I said "droop". it wasn't a misspelling or typo. Google it.
I did. And found you're wrong. "Droop" is defined as the normal (Wikipedia defines it as "intentional") voltage drop that results from V = V(idle) - I/R. That is certainly not what we have here. If you exceed the maximum output of a power supply, its voltage starts to drop (in a non-linear way), not droop.
lok what are you talking about? The TDP for a GTX260 is about 180 for the 65nm ones and 170 for the 55nm ones, no where near the 300 that you think it takes. I put his specs into the PSU calculator, not including his fans, with 25% capacitor aging and it came out to slightly less than 400 which is about what i expected.
The average person has no need for more than a 750W PSU, a good 750 will power 2 high end cards with no problem, 850s are needed for 3 card setups, and 1kWs are usually for quad Fire or quad SLI.
What you are getting james, is exactly what jsc said, its called voltage droop, or v-droop, the voltage that you set a CPU to is not the voltage that it will run at, that is the max voltage it can run at, as long as it is still stable when the voltage droops you are alright, if its not then you may want to consider a motherboard with better voltage control or just bumping the voltage up a tiny bit higher.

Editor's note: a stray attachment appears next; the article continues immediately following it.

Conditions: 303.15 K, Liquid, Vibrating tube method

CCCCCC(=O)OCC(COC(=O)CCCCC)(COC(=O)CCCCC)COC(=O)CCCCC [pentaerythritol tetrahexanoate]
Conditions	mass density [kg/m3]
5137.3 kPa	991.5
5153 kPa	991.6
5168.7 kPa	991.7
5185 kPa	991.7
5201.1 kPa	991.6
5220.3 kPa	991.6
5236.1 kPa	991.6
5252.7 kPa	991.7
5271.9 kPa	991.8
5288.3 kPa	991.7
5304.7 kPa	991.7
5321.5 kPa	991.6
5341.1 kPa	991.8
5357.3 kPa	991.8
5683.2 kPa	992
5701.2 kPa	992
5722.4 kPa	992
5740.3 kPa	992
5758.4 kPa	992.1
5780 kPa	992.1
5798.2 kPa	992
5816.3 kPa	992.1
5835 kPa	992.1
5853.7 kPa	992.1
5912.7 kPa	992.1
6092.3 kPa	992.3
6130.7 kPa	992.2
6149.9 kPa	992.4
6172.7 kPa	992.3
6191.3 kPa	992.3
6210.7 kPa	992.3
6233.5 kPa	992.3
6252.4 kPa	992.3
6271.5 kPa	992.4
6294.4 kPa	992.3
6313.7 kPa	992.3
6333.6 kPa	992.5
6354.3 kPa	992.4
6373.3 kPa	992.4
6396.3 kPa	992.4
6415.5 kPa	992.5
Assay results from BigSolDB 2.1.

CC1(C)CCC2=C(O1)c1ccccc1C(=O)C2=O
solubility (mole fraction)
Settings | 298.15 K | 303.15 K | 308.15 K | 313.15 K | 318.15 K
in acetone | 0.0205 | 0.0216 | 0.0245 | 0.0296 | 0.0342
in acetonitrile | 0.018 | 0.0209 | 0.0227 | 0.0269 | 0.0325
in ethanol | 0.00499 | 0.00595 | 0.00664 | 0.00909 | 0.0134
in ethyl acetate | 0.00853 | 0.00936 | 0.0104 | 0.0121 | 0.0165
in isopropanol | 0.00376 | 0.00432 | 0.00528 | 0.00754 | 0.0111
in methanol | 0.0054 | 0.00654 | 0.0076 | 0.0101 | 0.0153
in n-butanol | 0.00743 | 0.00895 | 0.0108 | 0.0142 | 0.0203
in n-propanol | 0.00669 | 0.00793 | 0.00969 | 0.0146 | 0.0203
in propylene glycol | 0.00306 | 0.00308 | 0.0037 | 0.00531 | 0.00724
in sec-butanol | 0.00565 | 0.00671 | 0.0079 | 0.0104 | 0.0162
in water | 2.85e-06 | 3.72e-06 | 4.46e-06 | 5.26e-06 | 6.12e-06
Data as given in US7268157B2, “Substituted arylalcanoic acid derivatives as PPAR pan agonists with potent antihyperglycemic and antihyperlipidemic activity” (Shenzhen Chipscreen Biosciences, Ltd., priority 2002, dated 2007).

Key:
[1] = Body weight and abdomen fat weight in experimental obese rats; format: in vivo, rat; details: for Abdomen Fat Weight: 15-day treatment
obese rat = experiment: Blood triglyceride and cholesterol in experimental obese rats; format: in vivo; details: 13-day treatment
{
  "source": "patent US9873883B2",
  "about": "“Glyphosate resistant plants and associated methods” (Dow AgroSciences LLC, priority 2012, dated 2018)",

You're right in principle with your comment about what typical systems need. However, here we have a Q6600, which is pretty power-hungry, and 260's that eat 590W between the two of them. Whether you prefer to refer to voltage drop or droop - the point remains that if you overload your PSU, the mobo can't do a thing to keep voltage levels from falling too low.
1. That is wattage at the wall, so only about 80% of that is actually being used by the computer, or about 236 watts.
2. That is also the power being used by the processor and every other component in the system.
3. What that actually proves is that a 450 watt PSU is more than enough for a significantly more power hungry system than what he has, they were running a QX9770 in that system.
Power charts have subtleties that you have to be aware of when reading them, some of them arent acknowledged by the author, like the efficiency of the PSU meaning that power results scale non linearly.